Having a degree and a nice-looking resume will not be enough to land your dream job. Employers are seeking individuals with the right soft skills. The National Association of Colleges and Employers (NACE) has gathered the top competencies that employers want in their employees. We have created a systematic way for you to develop and articulate these skills so you can successfully transition to the workplace.
Skills Employers Want: Career Readiness Opportunities
The National Association of Colleges and Employers (NACE) has gathered the top competencies that employers want to see in their employees. The Career Readiness Opportunity is a systematic way for you to develop and articulate these skills so you can successfully transition to the workplace.
Career Management Competency
You are able to navigate and explore job options, understand and take the steps necessary to pursue opportunities, and know how to self-advocate for opportunities in the workplace." Learn how to better understand and articulate these skills by completing a Career Management challenge or by articulating a significant past experience.
Critical Thinking/Problem Solving Competency
Employers rated critical thinking/problem solving as the most important skill they seek in job candidates. Start where you are to improve this competency by completing one of the challenges to improve your Critical Thinking/Problem Solving skills. It is important to be become a critical thinker and problem solver and equally important to know how to articulate this skill to employers.
Digital Technology Competency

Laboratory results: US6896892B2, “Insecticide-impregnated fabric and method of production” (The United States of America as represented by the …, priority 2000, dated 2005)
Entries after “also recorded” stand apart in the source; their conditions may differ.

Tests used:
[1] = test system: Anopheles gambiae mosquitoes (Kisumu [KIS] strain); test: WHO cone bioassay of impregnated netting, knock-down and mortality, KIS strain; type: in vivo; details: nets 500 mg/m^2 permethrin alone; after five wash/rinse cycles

Whether you naturally gravitate toward technology or fall more into the category of being a "late adopter" of technology, learn how technology is affecting your desired industry and career and how you can use it to leverage your professional opportunities by completing one of these challenges.
Global/Intercultural Fluency Competency
This competency is defined as the ability to "demonstrate openness, inclusiveness, sensitivity, and respectful interaction with all people along with an appreciation of individuals’ differences." Although your colleagues will have varying opinions, improving in this competency will allow you to navigate these differences in a respectful way, creating an inclusive workplace.
Many companies now use "behavioral interviewing", a technique in which the applicant is asked to describe past behavior in order to determine whether a candidate is fit for a particular position. Many of these behavioral interviewing based questions are ultimately getting at one of the eight career readiness competencies such as leadership. These challenges will help you reflect on and articulate the career readiness competencies, helping you be more prepared for interview questions and other career opportunities.
Oral/Written Communication Competency
Strong communication skills are consistently in high demand in the workplace. Oral and written communication skills are essential to navigating team dynamics and projects, solving problems, managing your career, and more. This highly-sought after skill is defined as the "ability to articulate thoughts and ideas clearly and effectively in written and oral forms to persons inside and outside of the organization.
Professionalism/Work Ethic Competency
Your non-verbal communication, task management, punctuality and other work habits can impact your career long term and has a significant impact on your professional work image. The mission of the Jon M. Huntsman School of Business is to "develop leaders of distinction in commerce and public affairs." Among other factors, our students will be identified by their strong commitment to ethical leadership.
Those dreaded group projects do not end when you are awarded your diploma, which is arguably something to look forward to! You can learn a great deal from working with others in teams and other collaborative settings. So put that group project to work in strengthening this competency or select another challenge in its place.